Wednesday, September 7, 2016

How to get to Andros the Hard Way

June 16, 2016

Our long sail from New Providence Island back to Florida was cut short when we had to stop at Chub Cay in the Berries to wait out the storms.  Weather at this time of year is spotty, and at this location on earth, doubly so.

The stretch of water between Chub Cay and Nassau is a few thousand feet deep, and then, in the stretch of a few hundred yards climbs to the Bahama banks at about 10-12 feet deep.  70-100 miles west of the Berries and Andros is the next multi-thousand-foot deep trench: the Gulf stream.

Map of ocean terrain between New Providence, Andros and Chub Cay.

During slack tide, water sits on the shallow shelf and heats up in the sun while other waters hide in the deep trench, getting quite cold.  When the tide changes, either warm water "spills" off of the shelf into the cold deep or cold water is forced out of the deep, vertically up the wall to the warm shallows where it creates rapid thunderheads.

Chub Cay lies on the edge of the shelf where all this watery madness happens and about 12 miles west of the Northwest Channel, the only place on the shelf edge that is deep enough (about 12 feet) for a ship to traverse.

The day after being rerouted to Chub Cay by storms, we made our second attempt at the Northwest Passage. It was a lovely, mostly sunny day with a very favorable 15 knot south wind that had us on a gentle reach under full sail to the channel, no need to run the little diesel.  It was so nice that with an hour left to the channel, I popped down below to fix some lunch.  While Sarah and I were eating, Robin suddenly lurched hard on-ear, almost putting a rail in the water while turning nearly 90 degrees from east to north.  I jumped on deck to see what had happened expecting we had snagged a crab pot or one of my sheets or steering lines had frayed, but instead we were in the middle of 50 knots of wind from the west, and a small black spot cloud had formed in the otherwise sunny sky.  Our Aries self-steering wind vane steers according to the wind direction, so when Mother Nature decided to change 90 degrees almost instantly, the Aries did too.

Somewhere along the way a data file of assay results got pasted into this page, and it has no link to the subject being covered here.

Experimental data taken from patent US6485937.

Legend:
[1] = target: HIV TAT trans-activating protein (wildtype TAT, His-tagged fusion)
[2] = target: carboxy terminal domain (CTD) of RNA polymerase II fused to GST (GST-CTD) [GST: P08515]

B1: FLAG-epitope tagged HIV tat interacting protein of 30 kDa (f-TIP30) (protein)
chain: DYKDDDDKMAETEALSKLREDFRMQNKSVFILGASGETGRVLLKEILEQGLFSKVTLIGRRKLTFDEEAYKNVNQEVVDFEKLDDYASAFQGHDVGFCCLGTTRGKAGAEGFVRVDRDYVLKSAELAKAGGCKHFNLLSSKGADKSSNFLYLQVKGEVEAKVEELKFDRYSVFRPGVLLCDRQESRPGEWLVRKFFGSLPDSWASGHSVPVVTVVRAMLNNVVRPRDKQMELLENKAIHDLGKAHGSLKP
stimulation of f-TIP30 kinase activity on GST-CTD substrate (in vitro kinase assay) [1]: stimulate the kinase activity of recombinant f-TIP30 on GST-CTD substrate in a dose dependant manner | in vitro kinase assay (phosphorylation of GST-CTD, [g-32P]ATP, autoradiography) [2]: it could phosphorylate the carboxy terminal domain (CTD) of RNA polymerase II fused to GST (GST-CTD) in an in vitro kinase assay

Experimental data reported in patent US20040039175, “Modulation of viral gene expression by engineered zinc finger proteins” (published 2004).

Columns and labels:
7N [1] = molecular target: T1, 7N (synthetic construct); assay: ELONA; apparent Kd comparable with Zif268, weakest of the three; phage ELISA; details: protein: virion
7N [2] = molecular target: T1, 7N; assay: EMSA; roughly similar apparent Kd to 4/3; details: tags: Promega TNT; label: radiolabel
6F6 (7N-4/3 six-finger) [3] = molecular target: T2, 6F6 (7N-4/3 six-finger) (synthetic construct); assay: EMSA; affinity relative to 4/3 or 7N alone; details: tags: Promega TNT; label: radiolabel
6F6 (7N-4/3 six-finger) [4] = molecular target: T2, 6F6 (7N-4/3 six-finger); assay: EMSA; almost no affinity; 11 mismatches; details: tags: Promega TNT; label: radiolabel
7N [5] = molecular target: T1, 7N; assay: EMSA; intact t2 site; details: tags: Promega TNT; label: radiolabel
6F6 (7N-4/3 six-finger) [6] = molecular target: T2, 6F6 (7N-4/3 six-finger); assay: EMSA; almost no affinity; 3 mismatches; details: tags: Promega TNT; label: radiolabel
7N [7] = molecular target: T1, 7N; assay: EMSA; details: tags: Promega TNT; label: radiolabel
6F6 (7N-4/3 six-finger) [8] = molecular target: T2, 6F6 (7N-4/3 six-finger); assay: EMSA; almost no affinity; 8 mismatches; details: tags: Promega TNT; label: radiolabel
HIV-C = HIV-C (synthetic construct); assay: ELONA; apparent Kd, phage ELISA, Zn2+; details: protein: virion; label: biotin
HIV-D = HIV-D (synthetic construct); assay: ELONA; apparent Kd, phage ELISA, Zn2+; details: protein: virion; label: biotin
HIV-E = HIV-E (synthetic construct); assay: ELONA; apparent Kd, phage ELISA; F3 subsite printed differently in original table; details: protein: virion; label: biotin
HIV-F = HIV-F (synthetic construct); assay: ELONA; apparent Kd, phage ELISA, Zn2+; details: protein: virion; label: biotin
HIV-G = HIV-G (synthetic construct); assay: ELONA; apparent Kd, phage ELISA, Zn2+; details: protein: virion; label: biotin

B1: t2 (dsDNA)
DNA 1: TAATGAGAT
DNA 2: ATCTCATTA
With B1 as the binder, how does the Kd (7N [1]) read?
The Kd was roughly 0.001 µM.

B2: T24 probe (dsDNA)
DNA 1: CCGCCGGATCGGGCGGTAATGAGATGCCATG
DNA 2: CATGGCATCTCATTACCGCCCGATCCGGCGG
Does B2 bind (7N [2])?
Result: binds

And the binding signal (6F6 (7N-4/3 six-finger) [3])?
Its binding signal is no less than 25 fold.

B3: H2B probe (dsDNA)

But now we were on a fast reach at full heel under full sail in 50 knots headed due north towards the rocky breakers about a mile away (about 8 minutes at this speed).  I called Sarah on deck while I started the engine.

This is the moment for jiffy reefing.  If you don't have jiffy reefs rigged, then my advice is: don't go out sailing until you do.  I have each reef on a single line that cinches both tack and clew to pull the whole slab reef out of the mainsail at once.  It runs to a cleat and winch set up on my coachroof in the cockpit.  Under 50 knots of wind and without changing point of sail, I was able to reef the mainsail, with one line, from the cockpit, by myself, while the self-steering wind vane kept course.  I pulled the foresail in completely and had the mainsail all the way down to the third reef in about a minute.  Then I took the helm and turned 180 degrees, directly south to get away from the rocky breakers,  But even with a tiny triangle of sail on the mast, our Yanmar diesel was struggling to maintain any headway against the building swells.  The wind built the waves from a slow one foot swell to 6 footers pounding over the deck within about 10 minutes.  The engine overheated almost immediately.  I throttled it down and waited/hoped for the overheat to stop, because I wasn't about to shut it off.  But with no underwater propulsion, we were forced to do what the wind told us.  At that point, the only answer was downwind, fast.